When diabetes strikes the young

Obesity is the main factor that causes diabetes among children today.

The number of diabetes cases among adolescents and children is growing. Nadia Badarudin gets some tips on its management

.DIABETES is a group of metabolic disorders caused by too much glucose (a type of sugar) in the blood. It does not discriminate and affects adults as well as teenagers and very young children. In 2010, the Ministry Of Health reported that between 2006 and 2008, 630 children and teenagers contracted diabetes, with a 6-month-old baby being the youngest patient. Of these, 80 per cent were diagnosed with Type 1 diabetes and the rest had Type 2.

According to the World Health Organisation, diabetes occurs “when the pancreas does not produce enough insulin or when the body cannot effectively use the insulin it produces”.
The digestive system breaks down carbohydrates into glucose or sugar, which is then turned into energy. Insulin is the hormone that regulates the process and removes excess glucose which is toxic.
Hyperglycaemia, or raised blood sugar, is a common effect of uncontrolled diabetes. Over time it leads to serious damage to many of the body systems, especially nerves and blood vessels.
Type 1 diabetes is when the body’s own system destroys the cells of the pancreas (Beta cells), thus stopping the production of insulin. The cause of Type 1, formerly known as insulin-dependent or juvenile diabetes (it usually affects children under 10), is not known and it requires daily administration of insulin.
Symptoms include excessive excretion of urine (polyuria), thirst (polydipsia), constant hunger, weight loss, vision changes and fatigue.
Type 2 diabetes results from the body’s inability to use insulin effectively and is the most common type in the world. Previously called non-insulin-dependent diabetes, it is mainly attributed to excess body weight and a sedentary lifestyle.
Type 2 diabetes is often detected years after its onset because the symptoms (which may be similar to those of Type 1) are usually less noticeable.

“Today, 45 per cent of new diabetes cases involves adolescents. In the past, diabetes that occurred in childhood used to be of Type 1. However, more children are diagnosed with Type 2 diabetes following rising cases of obesity,” says Columbia Asia Hospital consultant paediatrician Dr Margaret Kannimmel.
She says risk factors include being overweight, a family history of diabetes, gender and ethnicity.
“However, the single greatest factor for Type 2 diabetes in children is obesity. Among factors that contribute to obesity are unhealthy eating patterns, heavy fast food consumption and lack of physical activity. Children are spending more time on computer games and obviously this doesn’t help,” she says.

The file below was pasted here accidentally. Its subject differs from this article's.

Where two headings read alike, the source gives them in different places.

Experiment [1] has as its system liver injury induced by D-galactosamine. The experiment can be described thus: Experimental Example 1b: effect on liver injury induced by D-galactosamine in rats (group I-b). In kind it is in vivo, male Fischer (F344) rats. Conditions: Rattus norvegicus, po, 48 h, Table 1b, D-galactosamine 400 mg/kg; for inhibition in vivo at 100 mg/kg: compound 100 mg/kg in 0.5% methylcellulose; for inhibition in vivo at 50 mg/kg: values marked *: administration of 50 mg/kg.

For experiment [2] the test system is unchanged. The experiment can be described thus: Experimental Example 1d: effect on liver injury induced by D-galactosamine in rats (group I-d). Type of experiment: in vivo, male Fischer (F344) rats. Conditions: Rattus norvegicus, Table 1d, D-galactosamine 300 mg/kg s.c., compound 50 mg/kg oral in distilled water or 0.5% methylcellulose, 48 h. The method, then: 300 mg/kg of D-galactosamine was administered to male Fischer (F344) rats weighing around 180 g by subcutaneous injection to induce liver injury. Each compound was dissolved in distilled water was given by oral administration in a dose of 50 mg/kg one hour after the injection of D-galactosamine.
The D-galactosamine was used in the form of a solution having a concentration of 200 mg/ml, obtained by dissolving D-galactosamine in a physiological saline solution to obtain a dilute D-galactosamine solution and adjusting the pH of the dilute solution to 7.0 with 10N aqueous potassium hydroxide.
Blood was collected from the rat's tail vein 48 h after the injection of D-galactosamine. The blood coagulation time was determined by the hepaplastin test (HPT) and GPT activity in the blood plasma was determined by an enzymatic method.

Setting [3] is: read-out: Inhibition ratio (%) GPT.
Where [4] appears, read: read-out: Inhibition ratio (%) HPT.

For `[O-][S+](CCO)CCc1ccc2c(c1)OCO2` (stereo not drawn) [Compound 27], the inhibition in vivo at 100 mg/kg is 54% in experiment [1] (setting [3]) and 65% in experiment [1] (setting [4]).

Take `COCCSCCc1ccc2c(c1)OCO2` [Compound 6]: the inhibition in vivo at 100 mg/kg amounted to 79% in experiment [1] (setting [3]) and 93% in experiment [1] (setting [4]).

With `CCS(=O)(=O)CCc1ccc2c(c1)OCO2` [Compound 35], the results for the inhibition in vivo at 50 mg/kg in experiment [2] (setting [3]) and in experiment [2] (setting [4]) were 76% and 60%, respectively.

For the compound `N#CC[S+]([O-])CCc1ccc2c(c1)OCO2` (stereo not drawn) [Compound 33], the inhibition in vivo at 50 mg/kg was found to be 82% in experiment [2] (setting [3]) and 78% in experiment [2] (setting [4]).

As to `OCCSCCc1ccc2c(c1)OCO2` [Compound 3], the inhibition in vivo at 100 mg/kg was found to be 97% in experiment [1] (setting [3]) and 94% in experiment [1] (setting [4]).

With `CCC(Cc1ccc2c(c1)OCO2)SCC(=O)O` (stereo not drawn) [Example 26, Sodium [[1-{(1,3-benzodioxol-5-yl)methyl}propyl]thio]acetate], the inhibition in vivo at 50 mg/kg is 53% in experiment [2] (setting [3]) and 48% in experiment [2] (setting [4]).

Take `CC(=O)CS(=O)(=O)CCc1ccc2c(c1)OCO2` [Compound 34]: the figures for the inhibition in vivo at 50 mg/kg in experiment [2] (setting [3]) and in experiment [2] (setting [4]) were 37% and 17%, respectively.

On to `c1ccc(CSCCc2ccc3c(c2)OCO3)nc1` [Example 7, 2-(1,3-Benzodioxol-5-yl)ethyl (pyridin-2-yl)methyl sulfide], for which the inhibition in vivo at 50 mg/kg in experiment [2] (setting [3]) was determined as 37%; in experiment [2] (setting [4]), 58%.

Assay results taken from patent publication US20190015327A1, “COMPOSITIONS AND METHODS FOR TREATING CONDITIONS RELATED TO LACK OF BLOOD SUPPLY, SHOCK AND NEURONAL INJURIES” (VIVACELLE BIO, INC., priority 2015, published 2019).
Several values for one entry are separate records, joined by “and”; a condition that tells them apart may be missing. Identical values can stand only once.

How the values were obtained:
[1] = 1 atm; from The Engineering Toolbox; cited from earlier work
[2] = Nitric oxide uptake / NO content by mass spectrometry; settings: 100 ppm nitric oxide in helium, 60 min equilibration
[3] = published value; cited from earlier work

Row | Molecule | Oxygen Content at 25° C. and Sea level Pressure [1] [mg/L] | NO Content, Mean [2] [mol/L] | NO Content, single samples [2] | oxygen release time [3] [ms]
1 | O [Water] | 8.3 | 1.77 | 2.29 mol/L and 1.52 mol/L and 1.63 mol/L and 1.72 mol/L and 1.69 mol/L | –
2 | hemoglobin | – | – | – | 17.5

Over time, children with unmanaged diabetes can develop kidney failure, heart disease, damaged blood vessels or nerves and go blind, says Dr Margaret.
Some may die an early death due to these complications.

Parents should know that their child having diabetes at a young age does not mean that he or she can’t enjoy childhood.
They can eat ice-cream or cakes (in moderation), and enjoy sports or other physical activity like normal children.
Instead of preventing the children from indulging, parents should focus on managing the illness — such as adjusting insulin dosage or food intake — to suit the child’s activities.
“Children, especially teenagers, may have a difficult time adjusting to their illness. They may become rebellious, especially when they hit puberty.
“It’s important for the family to understand the illness and talk to the child on how to best cope with it.
“It’s also important to work closely with the paediatrician, dietitian and other health care providers as well as teachers to help him or her cope with the illness,” says Dr Margaret.
Controlling the child’s fat and sugar intake and monitoring his growth or body mass index (BMI) during visits to the paediatrician is an important part of managing diabetes.
“Make sure that your child gets at least 30 minutes of physical activity every day to maintain a normal weight and blood sugar level. Encourage the whole family to participate and cut down the time spent watching TV or playing computer games,” says Dr Margaret.
There is no need to put the child on a special diet. A healthy, balanced meal will benefit the whole family.
“Make lifestyle changes gradually. Set small steps in achieving goals that can help your child reach an ideal body weight, and reward him appropriately,” she adds.